Tuesday, 1 June 2010

Agents - What Are They For?


Don't worry, this isn't one of those patronising articles that assumes you don't have the mental power to find out for yourself. But I have noticed as I trawl around the online writing community that there are some misguided assumptions about agents so here's my take for what it's worth.

The received wisdom is you need an agent to get your book published. Well, considering all the major publishers refuse to look at unsolicited submissions there is some truth in this. An agent has the knowledge of the industry to know which publishers are looking for what. He also has a good grasp of contracts and can guide you and negotiate on your behalf when it comes to signing on the dotted line. If you're a really hot property he'll get several publishers interested so they have to bid for your product, a good way to get a huge advance. He's the go-between, smoothing things out if you have problems with your editor. And he should be the first person you talk to about any career plans or queries.

What an agent isn't is a writing coach. I know many agents have been editors and have considerable editorial skills. But it is not their remit to tell you how to write. That's your job, and if you can't do it you have no need for an agent.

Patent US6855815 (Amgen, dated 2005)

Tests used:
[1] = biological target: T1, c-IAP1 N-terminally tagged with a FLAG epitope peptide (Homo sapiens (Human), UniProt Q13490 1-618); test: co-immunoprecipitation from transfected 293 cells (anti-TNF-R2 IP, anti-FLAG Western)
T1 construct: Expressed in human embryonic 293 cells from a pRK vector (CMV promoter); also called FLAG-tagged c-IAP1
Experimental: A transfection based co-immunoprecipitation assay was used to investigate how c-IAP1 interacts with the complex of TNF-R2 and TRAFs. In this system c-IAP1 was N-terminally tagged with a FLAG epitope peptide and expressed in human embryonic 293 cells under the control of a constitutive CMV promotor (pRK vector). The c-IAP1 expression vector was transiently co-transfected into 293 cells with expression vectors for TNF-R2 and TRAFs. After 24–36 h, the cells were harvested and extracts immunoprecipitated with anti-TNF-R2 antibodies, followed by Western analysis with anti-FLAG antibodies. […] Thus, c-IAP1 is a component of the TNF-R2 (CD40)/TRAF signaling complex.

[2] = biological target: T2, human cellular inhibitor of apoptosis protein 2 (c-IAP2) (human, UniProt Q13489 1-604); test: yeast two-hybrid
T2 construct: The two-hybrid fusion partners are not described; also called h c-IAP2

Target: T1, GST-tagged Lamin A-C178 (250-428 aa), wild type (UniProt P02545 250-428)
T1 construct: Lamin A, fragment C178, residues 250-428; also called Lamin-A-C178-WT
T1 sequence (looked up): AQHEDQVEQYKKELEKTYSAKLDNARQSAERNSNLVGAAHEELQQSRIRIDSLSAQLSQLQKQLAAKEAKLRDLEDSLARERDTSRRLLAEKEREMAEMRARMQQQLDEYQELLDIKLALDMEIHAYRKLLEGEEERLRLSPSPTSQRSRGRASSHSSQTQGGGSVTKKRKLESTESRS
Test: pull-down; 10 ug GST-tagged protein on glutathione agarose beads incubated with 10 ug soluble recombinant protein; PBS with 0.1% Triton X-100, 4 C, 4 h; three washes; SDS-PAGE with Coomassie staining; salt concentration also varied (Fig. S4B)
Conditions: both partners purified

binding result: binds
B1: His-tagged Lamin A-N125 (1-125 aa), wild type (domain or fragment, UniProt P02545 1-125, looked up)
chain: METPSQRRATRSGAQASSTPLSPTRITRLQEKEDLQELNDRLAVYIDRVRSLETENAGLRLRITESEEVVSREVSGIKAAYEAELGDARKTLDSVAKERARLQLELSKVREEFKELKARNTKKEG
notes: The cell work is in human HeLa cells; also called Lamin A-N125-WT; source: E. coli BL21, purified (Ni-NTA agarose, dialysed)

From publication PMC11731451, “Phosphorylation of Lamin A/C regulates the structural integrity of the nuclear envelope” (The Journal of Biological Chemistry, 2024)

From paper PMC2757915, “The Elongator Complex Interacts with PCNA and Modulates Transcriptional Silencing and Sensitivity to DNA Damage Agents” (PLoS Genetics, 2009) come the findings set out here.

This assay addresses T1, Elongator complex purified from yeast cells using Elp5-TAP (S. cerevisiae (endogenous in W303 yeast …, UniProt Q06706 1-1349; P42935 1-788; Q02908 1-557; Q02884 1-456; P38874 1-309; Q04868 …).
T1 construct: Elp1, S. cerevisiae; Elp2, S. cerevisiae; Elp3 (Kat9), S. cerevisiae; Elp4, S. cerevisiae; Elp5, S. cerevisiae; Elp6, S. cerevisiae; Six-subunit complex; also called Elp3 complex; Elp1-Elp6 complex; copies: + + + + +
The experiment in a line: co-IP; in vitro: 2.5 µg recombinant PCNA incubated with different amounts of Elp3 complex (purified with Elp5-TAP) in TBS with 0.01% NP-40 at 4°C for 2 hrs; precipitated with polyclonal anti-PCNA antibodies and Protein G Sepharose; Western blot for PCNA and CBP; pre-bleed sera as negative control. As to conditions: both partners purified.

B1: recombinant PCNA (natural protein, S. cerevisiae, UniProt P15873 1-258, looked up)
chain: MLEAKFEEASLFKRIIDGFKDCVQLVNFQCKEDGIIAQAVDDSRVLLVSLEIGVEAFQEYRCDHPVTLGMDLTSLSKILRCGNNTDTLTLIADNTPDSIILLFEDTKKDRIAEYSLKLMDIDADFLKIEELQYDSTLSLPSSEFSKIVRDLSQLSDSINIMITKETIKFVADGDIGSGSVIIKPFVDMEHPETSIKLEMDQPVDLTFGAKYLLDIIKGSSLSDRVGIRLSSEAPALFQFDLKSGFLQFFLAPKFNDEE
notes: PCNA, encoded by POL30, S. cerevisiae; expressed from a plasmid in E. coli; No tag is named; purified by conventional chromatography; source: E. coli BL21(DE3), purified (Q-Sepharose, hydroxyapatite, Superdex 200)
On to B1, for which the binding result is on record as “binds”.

With this thought in mind I was surprised to see a major agency offering critiques in a charity auction recently. Seems a bit odd. Charity auctions are usually for people donating their expertise while the recipient pays the money to charity, eg hairdressers give hair cuts, rock stars give concerts etc. But critiques are not what agents do. OK, they have to read a lot of stuff and evaluate it, but that's not the same as a critique. If this agency wanted to donate their skills to charity they should be offering their expertise in contract negotiation, not creative writing.

So what's wrong with this anyway? Surely if it's for charity it doesn't really matter? Well, yes it does. What it does is exploit the vast pool of unpublished authors who will go to any lengths to get their work into an agent's hands thinking it's the golden ticket to a publishing contract. And that's another misconception. This game isn't about getting an agent, it's about writing a great book publishers love. Once you can write books like that agents will be hammering on your door to represent you. You need to work on your writing, come up with an original story idea and execute it well, learn all you can to improve. Throwing cash at an agent, even if it's for charity, will not help you do any of those things.

5 comments:

Bob Jacobs said...

Nice post.

I must go ... someone's hammering on the door.

Sandra Patterson said...

Hi Bob - long time no see!
If that's an agent at your door, please send him my way...

Bob Jacobs said...

Jehovah's Witnesses. Wrong book. :-)

Col Bury said...

Hi Sandra,
Good shout.
You're right - make the book as good as you possibly can n the talent should hopefully shine through. I'd always try the agent first, but I'd like to think a good novel will be published regardless.
Reagrds,
Col

Kate said...

I'm inclined to agree with Col. If a books going to be published it will be published, regardless of whether it gets there through an agent. Here in Australia, agents that represent childrens/YA books are as rare as hen's teeth, so if we rely on getting one to get published, we have no chance.